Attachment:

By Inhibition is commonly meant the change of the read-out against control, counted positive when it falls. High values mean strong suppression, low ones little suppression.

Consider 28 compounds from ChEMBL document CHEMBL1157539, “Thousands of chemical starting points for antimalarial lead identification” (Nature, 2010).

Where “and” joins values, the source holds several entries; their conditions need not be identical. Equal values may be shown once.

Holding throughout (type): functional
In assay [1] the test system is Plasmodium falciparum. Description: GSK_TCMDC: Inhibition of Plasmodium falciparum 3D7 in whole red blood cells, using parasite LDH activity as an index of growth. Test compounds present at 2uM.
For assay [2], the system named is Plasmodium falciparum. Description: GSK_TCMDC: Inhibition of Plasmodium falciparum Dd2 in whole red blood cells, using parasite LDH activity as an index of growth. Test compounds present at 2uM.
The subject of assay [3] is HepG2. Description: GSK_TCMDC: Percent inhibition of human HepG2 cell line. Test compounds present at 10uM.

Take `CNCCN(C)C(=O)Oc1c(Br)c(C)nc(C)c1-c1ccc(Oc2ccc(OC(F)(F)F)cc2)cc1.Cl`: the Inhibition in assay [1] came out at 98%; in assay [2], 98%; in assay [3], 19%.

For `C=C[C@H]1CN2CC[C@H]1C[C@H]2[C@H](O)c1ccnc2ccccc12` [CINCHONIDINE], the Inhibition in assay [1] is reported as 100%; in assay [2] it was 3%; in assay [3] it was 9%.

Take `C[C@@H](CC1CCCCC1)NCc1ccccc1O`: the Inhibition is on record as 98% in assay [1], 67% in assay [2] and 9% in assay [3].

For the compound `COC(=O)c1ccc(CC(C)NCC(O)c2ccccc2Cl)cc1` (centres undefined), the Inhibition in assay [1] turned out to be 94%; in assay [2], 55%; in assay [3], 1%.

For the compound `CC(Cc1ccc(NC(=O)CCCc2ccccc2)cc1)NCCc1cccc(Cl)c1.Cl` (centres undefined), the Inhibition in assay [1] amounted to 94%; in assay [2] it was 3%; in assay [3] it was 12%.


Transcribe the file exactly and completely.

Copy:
By Inhibition is commonly meant the change of the read-out against control, counted positive when it falls. High values mean strong suppression, low ones little suppression.

Consider 28 compounds from ChEMBL document CHEMBL1157539, “Thousands of chemical starting points for antimalarial lead identification” (Nature, 2010).

Where “and” joins values, the source holds several entries; their conditions need not be identical. Equal values may be shown once.

Holding throughout (type): functional
In assay [1] the test system is Plasmodium falciparum. Description: GSK_TCMDC: Inhibition of Plasmodium falciparum 3D7 in whole red blood cells, using parasite LDH activity as an index of growth. Test compounds present at 2uM.
For assay [2], the system named is Plasmodium falciparum. Description: GSK_TCMDC: Inhibition of Plasmodium falciparum Dd2 in whole red blood cells, using parasite LDH activity as an index of growth. Test compounds present at 2uM.
The subject of assay [3] is HepG2. Description: GSK_TCMDC: Percent inhibition of human HepG2 cell line. Test compounds present at 10uM.

Take `CNCCN(C)C(=O)Oc1c(Br)c(C)nc(C)c1-c1ccc(Oc2ccc(OC(F)(F)F)cc2)cc1.Cl`: the Inhibition in assay [1] came out at 98%; in assay [2], 98%; in assay [3], 19%.

For `C=C[C@H]1CN2CC[C@H]1C[C@H]2[C@H](O)c1ccnc2ccccc12` [CINCHONIDINE], the Inhibition in assay [1] is reported as 100%; in assay [2] it was 3%; in assay [3] it was 9%.

Take `C[C@@H](CC1CCCCC1)NCc1ccccc1O`: the Inhibition is on record as 98% in assay [1], 67% in assay [2] and 9% in assay [3].

For the compound `COC(=O)c1ccc(CC(C)NCC(O)c2ccccc2Cl)cc1` (centres undefined), the Inhibition in assay [1] turned out to be 94%; in assay [2], 55%; in assay [3], 1%.

For the compound `CC(Cc1ccc(NC(=O)CCCc2ccccc2)cc1)NCCc1cccc(Cl)c1.Cl` (centres undefined), the Inhibition in assay [1] amounted to 94%; in assay [2] it was 3%; in assay [3] it was 12%.